P.O.L.L.E.N Proves How Suspenseful and Immersive VR Can Be

The first-person story-exploration genre is exploding. Already released titles like Gone Home, Everybody’s Gone to the Rapture and The Vanishing of Ethan Carter have each helped the genre garner a high level of prestige. All three games take place on Earth, however, and though filled with mystery, never manage to create much suspense and tension. Enter P.O.L.L.E.N, a game in development at Mindfield that takes players to Saturn’s moon, Titan, and uses mystery and suspense to create a wholly unique VR experience.

P.O.L.L.E.N takes place in an alternate timeline where President Kennedy was never assassinated, the internet was never created and the space race between the U.S. and Soviet Union boomed, allowing both countries to take to space to conquer the vast mineral-rich expanses beyond Earth. On February 2, 1995, Station M on Titan is about to make a huge announcement when a member of the research team mysteriously disappears. As a reserve member of the RAMA Company, you are sent in to discover what happened.

Pollen 01
This is where my demo began. I quickly made my way to the communication center to turn it on and make contact with the members of Station M. The controls are streamlined to be simple for all players. Players can easily grab items with the Right Trigger, spin and observe them by holding the Right Bumper and twisting the right analog stick, and sprint with the Left Bumper. Quickly tapping RT to turn the communications center on, I was quickly greeted with silence. Unfortunately for my character, a heavy lunar storm hit Titan, forcing the player to take refuge on the seemingly abandoned Station M.

Once aboard, it became abundantly clear that something otherworldly had taken place. Early on I stepped into a room only to confront a helmet floating in midair. I grabbed in, and upon looking at it, managed to find a blue rift that took me into an alternative version of the base. Unlike the normal version, this alternate world was dark with parts of the ship destroyed. The only way to bounce between both versions of Station M is by finding these rifts located throughout the station. Players will need to travel between both versions to solves puzzles and figure out what happened.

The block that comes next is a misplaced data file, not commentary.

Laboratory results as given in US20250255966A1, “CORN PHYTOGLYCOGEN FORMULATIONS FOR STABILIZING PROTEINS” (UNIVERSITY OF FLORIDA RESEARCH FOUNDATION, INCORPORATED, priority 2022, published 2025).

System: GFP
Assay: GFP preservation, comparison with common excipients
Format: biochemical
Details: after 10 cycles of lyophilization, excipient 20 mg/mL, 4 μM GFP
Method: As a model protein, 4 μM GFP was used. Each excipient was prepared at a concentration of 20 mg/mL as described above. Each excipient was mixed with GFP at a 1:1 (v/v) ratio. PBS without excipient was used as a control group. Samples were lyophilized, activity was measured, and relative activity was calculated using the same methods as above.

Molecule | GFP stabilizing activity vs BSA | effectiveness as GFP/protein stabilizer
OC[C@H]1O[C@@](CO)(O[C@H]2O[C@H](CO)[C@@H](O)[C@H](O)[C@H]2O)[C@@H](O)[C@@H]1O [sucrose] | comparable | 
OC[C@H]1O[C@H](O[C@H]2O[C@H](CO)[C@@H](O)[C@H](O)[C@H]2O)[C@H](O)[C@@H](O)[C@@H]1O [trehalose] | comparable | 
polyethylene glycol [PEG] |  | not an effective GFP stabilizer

Pollen 02
Like most exploration games, players will need to observe the environment, collect key items, and listen to audio tapes to piece the story together. Puzzles are the main barriers to player progression, and can typically be solved numerous ways. One puzzle had me hacking a door. If I picked up a certain item earlier in the game then I immediately had the answer. If not, then I had to toy with the different cables to find the right combination. Another tasked me with getting across an electrified pool of water. I could either follow clues to the water station and shut it off, or find a more creative way to get across. For example, developer Mindfield threw a cart into the middle of the pool and then jumped on it to get across.

P.O.L.L.E.N is a very special title as it has been developed from the ground up for VR. Though it can be played without a headset, I would recommend against it. Playing with the Oculus Rift, it genuinely felt like I was in Station M, like it was me in the spacesuit manipulating the different objects. The developers, through playtesting, discovered that players really enjoyed manipulating the different objects in the environment. The result is a fully interactive environment. For example, Mindfield opened a fridge, took out a a beer, placed it in the microwave, and set the cooking time. We then watched it explode from the pressure.. Mindfield does have plans to implement each headset’s motion controllers into the game sometime after launch, and I can see the world becoming even more immersive with these added control options.

I’ve never been a huge fan of VR as we haven’t really seen how a full game would handle the tech. However, P.O.L.L.E.N could be the game that proves just how beneficial VR can be for gaming. Typically, I would just run from Point A to Point B and complete the objective, but just the feeling of thinking I’m in the world genuninely made me want to explore it. P.O.L.L.E.N makes a strong case for VR though it remains to be seen how long players can handle using these headsets before wanting to take them off. For now, though, P.O.L.L.E.N goes a long way in showing just how immersive VR can actually be in a real game and not just a tech demo.

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Visually, P.O.L.L.E.N is a stunner. Running on Unity Engine 5, P.O.L.L.E.N is a graphical masterpiece with Mindfield admitting that Unity is using their game to showcase what Unity 5 can do. The world is painstakingly detailed and the added physics of the environment being fully interactive just adds to how impressive the presentation is.

P.O.L.L.E.N is a game to look out for any player, but those with VR headsets definitely need to check it out. P.O.L.L.E.N is set for release on PC this spring and will be compatible with Oculus Rift and HTC Vive out of the box. The PS4 version and PlayStation VR support will come later, most likely around the time PSVR launches. Motion control support for all headsets will be added in at a later date.